A rather belated post on #rhizo15 week 2! How do we count or measure learning in our networks or learning rhizomatically? How do we begin to “grade Dave”?
“Counting” evolution of our learning networks is very important. How does a network or community form? When does it acquire critical “mass” of conversation? How does it sustain? And when does it wither away and perhaps die, only to come alive again in the future, like a raw nerve left exposed?
The months before CCK08, then during CCK08, and Change11 and many of the early cMOOCs afforded great opportunities to discuss a multitude of ideas.
I think Stephen sparked it off by talking about Learning 2.0 in an early article. Then came a series of posts around how I viewed collaboration and evolution in networked learning (starting here). Essentially power laws were well in evidence when we looked at conversations – a small number of conversations were held together by many people and these threads were reasonably long (if I remember correctly, this was the pre-‘like’ era), while a majority of conversations were ad-hoc and short lived.
The pattern was not unlike what you would expect on the Internet prompting discussions on the long tail or that the world wasn’t flat, it was rather spiky. It also was scale-free in the sense that it could observed in small classrooms as well as the rather large learning networks of these cMOOCs.
This pattern also prompted me to think that the goal of such educational networks should be to flatten the power law, leading to a more participatory, equitable and democratic system rather than the ‘rich get richer’ bias that we have now (and Stephen writes eloquently about this, especially towards the end of that post) in his recent dialogues with George when he talks about the University system).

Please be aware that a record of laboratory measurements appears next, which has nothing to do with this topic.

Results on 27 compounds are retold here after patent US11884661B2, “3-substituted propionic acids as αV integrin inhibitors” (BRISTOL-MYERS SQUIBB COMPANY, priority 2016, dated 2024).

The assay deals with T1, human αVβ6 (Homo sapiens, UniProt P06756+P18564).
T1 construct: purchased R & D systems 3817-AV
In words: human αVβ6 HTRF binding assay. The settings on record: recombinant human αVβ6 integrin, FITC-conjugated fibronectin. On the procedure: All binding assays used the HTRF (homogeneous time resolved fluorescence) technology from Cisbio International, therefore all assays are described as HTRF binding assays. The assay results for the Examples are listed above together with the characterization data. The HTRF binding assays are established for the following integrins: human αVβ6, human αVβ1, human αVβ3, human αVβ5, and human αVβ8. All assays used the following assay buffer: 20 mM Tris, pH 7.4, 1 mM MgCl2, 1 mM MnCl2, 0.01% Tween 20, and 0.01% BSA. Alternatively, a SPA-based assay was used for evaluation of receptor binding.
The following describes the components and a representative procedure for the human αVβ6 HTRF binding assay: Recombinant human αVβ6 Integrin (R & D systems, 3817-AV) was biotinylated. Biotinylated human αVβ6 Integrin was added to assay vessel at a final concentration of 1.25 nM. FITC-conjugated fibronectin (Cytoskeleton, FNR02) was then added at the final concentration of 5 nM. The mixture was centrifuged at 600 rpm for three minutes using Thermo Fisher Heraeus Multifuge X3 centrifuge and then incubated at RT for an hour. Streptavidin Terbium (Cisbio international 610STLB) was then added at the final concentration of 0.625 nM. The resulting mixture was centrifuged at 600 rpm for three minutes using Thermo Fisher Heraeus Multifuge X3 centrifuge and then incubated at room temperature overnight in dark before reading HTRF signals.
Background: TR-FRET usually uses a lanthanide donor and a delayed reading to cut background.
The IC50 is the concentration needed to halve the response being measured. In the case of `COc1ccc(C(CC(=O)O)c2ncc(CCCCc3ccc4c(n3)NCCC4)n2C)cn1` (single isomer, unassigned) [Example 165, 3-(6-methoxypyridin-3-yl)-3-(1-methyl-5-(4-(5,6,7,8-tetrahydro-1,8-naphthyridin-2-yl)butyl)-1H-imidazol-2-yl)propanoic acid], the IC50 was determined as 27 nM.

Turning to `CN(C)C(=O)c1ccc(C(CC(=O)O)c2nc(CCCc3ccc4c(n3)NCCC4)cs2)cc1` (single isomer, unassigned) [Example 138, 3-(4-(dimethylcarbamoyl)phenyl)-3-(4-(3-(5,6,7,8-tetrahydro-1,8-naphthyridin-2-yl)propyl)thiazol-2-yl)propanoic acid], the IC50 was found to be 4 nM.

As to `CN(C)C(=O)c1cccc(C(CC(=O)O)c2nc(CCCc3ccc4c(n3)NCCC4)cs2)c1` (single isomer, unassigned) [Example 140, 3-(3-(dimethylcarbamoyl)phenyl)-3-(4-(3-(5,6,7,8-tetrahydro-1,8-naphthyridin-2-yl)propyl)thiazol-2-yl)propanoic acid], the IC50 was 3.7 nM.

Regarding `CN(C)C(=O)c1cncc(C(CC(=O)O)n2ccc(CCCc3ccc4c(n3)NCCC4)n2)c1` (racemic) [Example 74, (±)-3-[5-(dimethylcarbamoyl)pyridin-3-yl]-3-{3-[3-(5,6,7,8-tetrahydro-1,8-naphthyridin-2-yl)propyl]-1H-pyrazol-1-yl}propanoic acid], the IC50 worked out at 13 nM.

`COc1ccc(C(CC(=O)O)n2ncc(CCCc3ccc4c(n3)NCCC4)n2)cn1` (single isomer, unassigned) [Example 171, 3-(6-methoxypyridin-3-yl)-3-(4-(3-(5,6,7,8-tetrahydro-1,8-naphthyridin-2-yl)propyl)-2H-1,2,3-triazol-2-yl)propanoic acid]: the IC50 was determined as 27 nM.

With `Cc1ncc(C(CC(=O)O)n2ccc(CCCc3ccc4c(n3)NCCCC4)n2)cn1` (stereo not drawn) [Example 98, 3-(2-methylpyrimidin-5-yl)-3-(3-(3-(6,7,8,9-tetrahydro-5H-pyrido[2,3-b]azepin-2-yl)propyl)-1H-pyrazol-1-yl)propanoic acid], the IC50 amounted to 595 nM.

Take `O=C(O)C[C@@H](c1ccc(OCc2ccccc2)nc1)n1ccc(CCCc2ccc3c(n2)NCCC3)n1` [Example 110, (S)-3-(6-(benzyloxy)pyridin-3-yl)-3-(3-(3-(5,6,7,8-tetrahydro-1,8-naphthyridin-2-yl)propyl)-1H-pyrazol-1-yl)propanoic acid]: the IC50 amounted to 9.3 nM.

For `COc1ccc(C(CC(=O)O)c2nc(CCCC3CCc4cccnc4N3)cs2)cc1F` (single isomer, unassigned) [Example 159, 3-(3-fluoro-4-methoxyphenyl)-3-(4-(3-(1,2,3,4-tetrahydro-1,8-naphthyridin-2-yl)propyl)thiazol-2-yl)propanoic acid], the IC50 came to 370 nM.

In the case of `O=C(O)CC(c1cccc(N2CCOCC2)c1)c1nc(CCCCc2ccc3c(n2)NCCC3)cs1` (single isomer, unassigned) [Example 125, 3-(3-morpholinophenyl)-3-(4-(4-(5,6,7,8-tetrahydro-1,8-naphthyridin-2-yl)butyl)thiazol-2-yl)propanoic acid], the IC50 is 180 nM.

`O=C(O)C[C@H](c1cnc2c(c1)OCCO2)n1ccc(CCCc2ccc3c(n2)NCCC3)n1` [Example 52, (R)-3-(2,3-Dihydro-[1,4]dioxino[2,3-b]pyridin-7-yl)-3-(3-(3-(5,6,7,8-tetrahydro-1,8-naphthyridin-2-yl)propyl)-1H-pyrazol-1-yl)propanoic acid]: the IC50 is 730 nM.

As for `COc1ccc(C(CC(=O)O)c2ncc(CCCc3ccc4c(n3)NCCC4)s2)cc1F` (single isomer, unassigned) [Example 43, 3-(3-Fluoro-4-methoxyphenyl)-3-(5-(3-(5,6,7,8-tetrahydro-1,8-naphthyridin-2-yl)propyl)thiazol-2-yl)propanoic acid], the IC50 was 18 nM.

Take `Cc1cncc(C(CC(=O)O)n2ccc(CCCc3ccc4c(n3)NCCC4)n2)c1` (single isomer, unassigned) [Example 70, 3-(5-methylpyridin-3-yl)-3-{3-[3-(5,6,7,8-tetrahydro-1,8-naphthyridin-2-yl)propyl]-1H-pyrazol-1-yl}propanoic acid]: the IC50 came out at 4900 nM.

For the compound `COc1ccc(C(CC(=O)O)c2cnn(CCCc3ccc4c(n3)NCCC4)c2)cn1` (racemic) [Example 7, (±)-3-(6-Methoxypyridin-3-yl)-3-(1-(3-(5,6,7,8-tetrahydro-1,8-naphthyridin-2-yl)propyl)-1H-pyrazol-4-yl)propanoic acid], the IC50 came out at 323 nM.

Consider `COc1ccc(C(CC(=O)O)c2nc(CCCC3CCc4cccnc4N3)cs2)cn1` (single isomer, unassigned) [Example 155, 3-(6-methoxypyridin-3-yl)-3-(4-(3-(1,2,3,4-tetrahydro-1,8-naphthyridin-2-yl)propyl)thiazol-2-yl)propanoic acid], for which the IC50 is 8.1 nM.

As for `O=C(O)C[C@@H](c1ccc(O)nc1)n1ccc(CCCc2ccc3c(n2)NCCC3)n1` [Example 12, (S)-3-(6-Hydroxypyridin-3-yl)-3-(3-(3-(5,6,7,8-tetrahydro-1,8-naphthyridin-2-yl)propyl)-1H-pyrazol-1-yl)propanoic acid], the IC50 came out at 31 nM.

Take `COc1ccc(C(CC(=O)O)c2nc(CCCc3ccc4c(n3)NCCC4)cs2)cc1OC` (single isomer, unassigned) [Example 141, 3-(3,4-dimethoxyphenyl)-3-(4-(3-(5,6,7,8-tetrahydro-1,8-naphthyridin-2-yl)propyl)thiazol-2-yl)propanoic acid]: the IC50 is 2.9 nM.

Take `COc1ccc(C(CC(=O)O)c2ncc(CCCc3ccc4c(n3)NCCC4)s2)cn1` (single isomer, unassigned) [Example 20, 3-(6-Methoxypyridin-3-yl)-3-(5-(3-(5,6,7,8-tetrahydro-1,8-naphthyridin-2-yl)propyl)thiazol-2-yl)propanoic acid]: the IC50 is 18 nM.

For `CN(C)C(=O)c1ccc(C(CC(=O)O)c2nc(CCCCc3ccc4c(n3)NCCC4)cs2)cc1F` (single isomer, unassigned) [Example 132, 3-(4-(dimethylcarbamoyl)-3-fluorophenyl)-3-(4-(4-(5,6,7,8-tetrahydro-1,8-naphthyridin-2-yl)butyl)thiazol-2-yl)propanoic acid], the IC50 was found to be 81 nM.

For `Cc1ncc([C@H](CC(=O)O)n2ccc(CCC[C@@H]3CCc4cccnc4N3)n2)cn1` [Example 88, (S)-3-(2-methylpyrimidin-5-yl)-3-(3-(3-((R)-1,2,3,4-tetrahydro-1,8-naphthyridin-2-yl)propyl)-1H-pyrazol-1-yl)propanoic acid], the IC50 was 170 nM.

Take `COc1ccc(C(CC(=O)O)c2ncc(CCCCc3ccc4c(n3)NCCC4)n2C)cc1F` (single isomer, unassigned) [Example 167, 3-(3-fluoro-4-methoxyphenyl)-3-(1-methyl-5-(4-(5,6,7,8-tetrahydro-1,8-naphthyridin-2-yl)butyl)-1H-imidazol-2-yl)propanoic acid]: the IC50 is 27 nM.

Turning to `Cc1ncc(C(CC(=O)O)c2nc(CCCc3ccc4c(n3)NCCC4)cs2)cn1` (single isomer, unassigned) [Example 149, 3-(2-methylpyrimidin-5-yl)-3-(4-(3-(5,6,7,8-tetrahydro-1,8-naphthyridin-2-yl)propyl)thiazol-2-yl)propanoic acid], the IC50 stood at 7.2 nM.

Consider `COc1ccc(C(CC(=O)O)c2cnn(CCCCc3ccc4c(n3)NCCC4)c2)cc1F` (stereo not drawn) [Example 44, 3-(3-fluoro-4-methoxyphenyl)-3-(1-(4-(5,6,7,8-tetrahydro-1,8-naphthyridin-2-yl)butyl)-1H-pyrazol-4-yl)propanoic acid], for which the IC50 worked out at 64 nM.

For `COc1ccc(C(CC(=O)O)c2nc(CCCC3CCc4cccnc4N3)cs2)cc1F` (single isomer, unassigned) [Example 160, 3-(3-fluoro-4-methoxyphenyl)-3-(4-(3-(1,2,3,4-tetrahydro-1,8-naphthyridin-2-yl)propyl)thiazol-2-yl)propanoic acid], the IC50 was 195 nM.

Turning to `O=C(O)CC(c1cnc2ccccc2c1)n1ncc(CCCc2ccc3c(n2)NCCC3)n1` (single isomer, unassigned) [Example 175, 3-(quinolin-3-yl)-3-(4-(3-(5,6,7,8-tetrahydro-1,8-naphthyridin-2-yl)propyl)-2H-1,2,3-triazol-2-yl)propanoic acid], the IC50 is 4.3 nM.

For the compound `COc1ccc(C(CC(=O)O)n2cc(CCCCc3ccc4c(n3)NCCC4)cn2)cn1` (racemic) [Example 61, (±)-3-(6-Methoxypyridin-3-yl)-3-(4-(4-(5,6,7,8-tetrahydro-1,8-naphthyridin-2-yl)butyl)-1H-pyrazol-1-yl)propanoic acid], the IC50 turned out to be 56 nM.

Which is why counting is really an important subject. We cannot continue to count the way we have been counting. But we cannot change unless we also redefine what we are counting and how we are counting it. In fact, for cMOOCs to be counted as a credible alternative (and not just a supplement like the xMOOCs), we have to devise a friendly and intuitive mechanism for counting learning in these networks.
This type of counting is necessary for people to be able to share a new common vocabulary for representing and differentiating levels of competence or progress. Unless this new vocabulary emerges, we will not have a way to transact within it, to generate economic and social choices of human capital using it and to create policy around it. It will also be difficult to get any adoption at scale.
This, in my opinion, has been the biggest block to making cMOOCs mainstream as well as the biggest reason that xMOOCs have been credible. xMOOCs have taken the same counting terms from the traditional system which is widely understood – institutional brand, expert professors, certificates and degrees, price, blended learning – which makes them intelligible to the world. cMOOCs don’t yet have a vocabulary to do that.
It is not just the vocabulary though. The vocabulary will only emerge through research and compelling evidence. It will need new tools and techniques for measurement. It will need to be able to fit in the modern world and the needs of the people. If we do not evolve such measures, cMOOCs will be marginalized as hype.
The need of the hour is for such learning networks to analyze what constitutes learning in the network and how to count it. It is easy to say that these learning networks are only suitable for certain domains or for certain types of people. But it is more difficult to believe they are a credible alternative to traditional education systems without the accompanying quantifying justifications that make the educational, economic and social value intelligible and visible to everyone.